From seat belt to car seat: a story of Circular Economy in the automotive textile sector

Materials and Products

Almost all textiles in an automobile are not recycled. Centrocot is working on the DigiPrime project to make its contribution to solving this problem.

Around six million light vehicles are scrapped every year in the European Union. Much of the textile material inside is not recovered and ends up as Automotive Shredder Residue (ASR) or car fluff, that is fragments of mixed material that cannot be separated and are therefore useless as they are.

There are, however, ideas that give hope for the reduction of the environmental impact of end-of-life cars: this is the case of a French project that recycles seat belts to obtain a fabric suitable for making car seats.

A seat belt is a complex device, consisting of several mechanical parts and a textile webbing that surrounds the driver or passenger of the vehicle. The webbing is usually made of polyester, it must be very resistant to abrasion, it must be resistant to UV radiation and humidity, and it must have a low expansion to temperature variation. All these characteristics are also required for the seat fabric. For this reason, the project partners recover seat belt scraps and process them by carding.  The resulting material is spun together with PET from plastic bottles to create a 100% recycled seat fabric, using an almost entirely mechanical process. It is estimated that using this material can save 60% of CO2 emissions compared to ordinary car seats.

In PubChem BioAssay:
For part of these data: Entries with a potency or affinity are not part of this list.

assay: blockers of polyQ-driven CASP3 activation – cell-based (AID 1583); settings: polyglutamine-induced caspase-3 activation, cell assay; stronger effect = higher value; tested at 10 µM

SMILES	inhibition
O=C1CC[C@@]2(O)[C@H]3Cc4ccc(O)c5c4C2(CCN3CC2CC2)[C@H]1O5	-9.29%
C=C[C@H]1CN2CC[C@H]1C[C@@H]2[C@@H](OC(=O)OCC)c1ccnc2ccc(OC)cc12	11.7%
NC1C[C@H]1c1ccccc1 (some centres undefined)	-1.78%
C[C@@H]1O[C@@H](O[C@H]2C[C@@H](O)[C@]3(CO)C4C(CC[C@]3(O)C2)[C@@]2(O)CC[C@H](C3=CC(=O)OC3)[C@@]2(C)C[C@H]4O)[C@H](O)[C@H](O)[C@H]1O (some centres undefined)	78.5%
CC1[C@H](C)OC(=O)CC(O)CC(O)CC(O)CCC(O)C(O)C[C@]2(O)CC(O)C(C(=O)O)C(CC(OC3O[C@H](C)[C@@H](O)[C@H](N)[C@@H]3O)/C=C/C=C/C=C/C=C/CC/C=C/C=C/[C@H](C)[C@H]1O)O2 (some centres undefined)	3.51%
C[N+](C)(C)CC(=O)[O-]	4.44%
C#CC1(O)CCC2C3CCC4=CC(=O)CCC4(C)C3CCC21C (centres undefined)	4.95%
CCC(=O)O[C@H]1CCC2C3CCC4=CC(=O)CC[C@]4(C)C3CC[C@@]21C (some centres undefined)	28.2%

Centrocot is a partner in the DigiPrime Project, a Horizon 2020 project aimed at creating a digital platform to facilitate the creation of new circular economy businesses within the automotive sector. An idea such as the one described can be realised more quickly with the data and services made available by the platform.

For more information:

  • Ing. Roberto Vannucci – Multisectoral Research and Innovation Area

  • Dr. Francesco Dellino – Multisectoral Research and Innovation Area

Author: Francesco Dellino

Multisectoral Research and Innovation Dept.